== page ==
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A Garden Full Of Legends

Old comrades and friends gathered in London to celebrate the Tour's achievements and personalities.

Published June 29, 2010 12:00

A Garden Full Of Legends
Alumnae off-guard

LONDON, United Kingdom - The beautiful home and magical garden of Ingrid Bentzer, former Swedish No.1 and the first secretary of the Women's Tennis Association in the 1970s, provided an idyllic setting for the 2010 European Alumnae & Friends Reunion held on Wimbledon's middle Sunday.

The event drew players and officials from around the world, including no fewer than six women who won the Wimbledon singles title during their glorious careers: WTA founder and six-time champion Billie Jean King, Ann Jones, Virginia Wade, nine-time champion Martina Navratilova, Conchita Martínez and Jana Novotna.

Former world No.1 and two-time US Open champion Tracy Austin, who reached the semis at Wimbledon twice and won the mixed doubles with her brother John in 1980, looked the part in a rose-patterned dress. Pam Shriver, whose 21 Grand Slam doubles titles included five wins at Wimbledon with Navratilova, served as emcee for the event. 

Others with a special connection to The Championships included Olga Morozova, who was runner-up to Chris Evert in 1974; Betty Stove, who fell to Wade in the 1977 final; and Kathy Rinaldi Stunkel, who reached the semis as a teenager in 1985. Mima Jausovec, who won at Roland Garros in 1977, and 1979 Australian Open champion Barbara Jordan made the trip too.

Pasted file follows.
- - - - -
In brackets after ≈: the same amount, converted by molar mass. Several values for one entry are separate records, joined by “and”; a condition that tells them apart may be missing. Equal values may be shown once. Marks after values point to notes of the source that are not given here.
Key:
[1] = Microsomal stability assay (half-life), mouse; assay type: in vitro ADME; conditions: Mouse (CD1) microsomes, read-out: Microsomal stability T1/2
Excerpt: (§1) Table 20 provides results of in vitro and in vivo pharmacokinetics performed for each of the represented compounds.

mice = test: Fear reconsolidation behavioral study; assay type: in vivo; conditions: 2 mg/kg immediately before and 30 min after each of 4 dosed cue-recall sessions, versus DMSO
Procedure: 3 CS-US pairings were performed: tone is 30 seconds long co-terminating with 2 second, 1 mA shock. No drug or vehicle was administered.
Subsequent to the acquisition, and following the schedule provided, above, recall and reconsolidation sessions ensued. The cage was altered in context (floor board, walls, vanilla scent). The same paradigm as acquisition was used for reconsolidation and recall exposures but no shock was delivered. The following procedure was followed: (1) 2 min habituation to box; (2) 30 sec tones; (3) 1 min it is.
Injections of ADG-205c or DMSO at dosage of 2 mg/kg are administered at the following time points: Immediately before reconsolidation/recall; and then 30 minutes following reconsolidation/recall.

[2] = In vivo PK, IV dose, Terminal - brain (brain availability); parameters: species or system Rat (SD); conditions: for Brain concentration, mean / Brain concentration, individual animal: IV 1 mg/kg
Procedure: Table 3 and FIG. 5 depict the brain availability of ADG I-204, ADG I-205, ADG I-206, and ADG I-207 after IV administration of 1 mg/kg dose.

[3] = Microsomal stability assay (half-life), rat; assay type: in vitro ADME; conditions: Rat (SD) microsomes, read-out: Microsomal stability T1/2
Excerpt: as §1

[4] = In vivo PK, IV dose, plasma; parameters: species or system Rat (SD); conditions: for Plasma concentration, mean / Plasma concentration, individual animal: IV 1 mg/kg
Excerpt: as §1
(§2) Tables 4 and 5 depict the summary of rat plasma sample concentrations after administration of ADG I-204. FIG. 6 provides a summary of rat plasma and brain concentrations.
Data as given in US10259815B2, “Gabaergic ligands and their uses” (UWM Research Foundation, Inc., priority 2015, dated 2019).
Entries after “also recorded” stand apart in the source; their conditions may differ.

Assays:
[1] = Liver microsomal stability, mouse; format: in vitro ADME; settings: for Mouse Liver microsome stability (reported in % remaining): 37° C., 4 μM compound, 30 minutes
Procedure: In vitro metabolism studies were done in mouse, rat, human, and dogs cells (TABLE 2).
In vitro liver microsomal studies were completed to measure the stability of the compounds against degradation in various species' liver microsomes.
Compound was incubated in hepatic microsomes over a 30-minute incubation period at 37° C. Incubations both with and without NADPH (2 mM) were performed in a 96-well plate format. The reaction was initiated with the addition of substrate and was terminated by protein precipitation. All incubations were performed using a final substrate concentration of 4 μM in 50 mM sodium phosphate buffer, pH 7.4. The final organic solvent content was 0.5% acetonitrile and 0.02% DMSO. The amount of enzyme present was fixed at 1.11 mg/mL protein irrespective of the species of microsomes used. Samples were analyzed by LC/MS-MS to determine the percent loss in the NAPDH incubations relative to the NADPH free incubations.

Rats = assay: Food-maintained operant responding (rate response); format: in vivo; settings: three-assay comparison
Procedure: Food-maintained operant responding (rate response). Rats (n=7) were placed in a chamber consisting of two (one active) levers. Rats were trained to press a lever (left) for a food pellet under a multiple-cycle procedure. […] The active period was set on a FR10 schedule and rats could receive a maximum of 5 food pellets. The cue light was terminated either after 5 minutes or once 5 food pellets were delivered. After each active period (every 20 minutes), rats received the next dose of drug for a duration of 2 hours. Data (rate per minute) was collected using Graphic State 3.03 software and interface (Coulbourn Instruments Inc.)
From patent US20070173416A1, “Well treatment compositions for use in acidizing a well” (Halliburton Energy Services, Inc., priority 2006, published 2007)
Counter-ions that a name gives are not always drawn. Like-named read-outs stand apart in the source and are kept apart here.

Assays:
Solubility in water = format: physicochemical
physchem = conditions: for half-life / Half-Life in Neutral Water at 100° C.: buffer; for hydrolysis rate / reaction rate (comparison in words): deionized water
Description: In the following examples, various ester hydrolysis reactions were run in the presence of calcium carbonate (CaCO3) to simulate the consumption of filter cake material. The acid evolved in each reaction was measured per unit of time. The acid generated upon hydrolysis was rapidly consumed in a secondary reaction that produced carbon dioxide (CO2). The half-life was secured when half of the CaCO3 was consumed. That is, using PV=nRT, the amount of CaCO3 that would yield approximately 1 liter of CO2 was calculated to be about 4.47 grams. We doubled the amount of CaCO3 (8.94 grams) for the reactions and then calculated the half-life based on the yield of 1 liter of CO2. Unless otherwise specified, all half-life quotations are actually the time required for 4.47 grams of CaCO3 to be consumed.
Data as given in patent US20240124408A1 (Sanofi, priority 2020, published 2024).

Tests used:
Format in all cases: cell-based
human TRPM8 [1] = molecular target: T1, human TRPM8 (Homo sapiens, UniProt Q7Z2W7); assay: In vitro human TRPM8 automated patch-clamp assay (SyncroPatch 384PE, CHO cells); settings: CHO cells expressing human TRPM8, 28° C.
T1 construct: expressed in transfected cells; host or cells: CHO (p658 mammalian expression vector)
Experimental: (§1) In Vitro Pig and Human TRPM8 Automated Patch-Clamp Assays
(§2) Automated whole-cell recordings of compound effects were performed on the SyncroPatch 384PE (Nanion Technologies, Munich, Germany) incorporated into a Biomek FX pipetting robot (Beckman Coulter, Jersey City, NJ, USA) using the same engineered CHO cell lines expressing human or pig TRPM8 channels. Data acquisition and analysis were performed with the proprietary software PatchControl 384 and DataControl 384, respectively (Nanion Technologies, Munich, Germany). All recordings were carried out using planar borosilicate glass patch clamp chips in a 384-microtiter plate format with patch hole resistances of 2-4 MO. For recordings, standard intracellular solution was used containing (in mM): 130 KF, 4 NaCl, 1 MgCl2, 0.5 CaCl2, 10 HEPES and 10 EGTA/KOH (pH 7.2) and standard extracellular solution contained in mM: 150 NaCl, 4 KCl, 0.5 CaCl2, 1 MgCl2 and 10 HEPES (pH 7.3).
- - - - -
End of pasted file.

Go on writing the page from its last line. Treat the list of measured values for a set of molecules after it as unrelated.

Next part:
Click here for a gallery of photos from the reunion!

As well as dignitaries such as ITF President Francesco Ricci Bicci, USTA president Lucy Garvin and All England Tennis Club chairman Tim Phillips, the party attracted many who may not be well-known names but nonetheless played pivotal roles in establishing tennis as the leading global sport for women. 

Peachy Kellmeyer, the Tour's first director, was given special mention, as was Ceci Martinez, who organized a public petition that helped secure equal prize money at the US Open. Martinez also featured in a group photo of those who were present during a critical meeting at London's Gloucester Hotel on the eve of Wimbledon in 1973; that gathering led to the creation of the WTA in its purest sense, as a union representing all women professionals - bringing an end to the days of divisive rival tours.

"We will make sure today's players don't forget what it took to make the Tour what it is today," promised Tour CEO Stacey Allaster. But the emotional heart of the reunion was reserved for Georgina Clark, holder of many senior roles with the WTA, who passed away earlier this year. In her honor Ann Jones was presented with the inaugural Georgina Clark Mother Award, and Clark's daughter Caroline spoke on behalf of her family.

Future reunions are already in the works. Jeanie Brinkman Evans, who was the nascent Virginia Slims Tour's first publicity guru, will host an event in Melbourne during the 2011 Australian Open. John and Leslie Korff are set to follow suit on Key Biscayne during the Miami tournament a few months later.

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